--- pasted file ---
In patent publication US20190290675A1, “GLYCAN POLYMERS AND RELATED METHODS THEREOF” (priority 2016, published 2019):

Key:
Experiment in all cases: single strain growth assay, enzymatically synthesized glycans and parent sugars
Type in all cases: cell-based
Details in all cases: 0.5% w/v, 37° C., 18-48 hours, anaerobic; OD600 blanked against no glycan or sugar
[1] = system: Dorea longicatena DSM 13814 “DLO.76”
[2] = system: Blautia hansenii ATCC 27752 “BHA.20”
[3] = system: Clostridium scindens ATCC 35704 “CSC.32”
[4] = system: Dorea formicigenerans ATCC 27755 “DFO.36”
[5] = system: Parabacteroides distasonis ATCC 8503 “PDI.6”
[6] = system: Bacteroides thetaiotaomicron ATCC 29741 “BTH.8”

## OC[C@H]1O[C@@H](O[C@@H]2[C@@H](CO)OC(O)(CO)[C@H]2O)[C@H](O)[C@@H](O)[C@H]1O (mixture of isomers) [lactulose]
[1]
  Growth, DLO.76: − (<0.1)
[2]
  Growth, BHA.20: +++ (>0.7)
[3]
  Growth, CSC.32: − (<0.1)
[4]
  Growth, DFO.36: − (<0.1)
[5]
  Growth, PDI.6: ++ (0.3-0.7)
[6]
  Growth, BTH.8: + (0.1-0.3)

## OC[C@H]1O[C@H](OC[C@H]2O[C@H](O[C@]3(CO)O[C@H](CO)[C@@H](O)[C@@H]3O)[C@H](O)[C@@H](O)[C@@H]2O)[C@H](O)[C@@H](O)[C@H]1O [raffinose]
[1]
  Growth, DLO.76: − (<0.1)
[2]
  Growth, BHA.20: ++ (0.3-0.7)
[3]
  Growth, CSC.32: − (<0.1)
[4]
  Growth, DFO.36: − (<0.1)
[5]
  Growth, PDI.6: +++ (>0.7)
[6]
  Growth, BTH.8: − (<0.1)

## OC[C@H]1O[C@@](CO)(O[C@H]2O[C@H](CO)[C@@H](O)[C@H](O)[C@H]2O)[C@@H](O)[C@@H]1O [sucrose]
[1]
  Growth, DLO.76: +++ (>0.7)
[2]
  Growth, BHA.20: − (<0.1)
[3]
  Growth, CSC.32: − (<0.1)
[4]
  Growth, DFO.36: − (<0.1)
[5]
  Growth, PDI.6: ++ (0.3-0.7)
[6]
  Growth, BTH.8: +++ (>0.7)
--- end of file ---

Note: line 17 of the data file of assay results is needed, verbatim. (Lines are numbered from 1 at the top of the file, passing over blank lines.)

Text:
[3]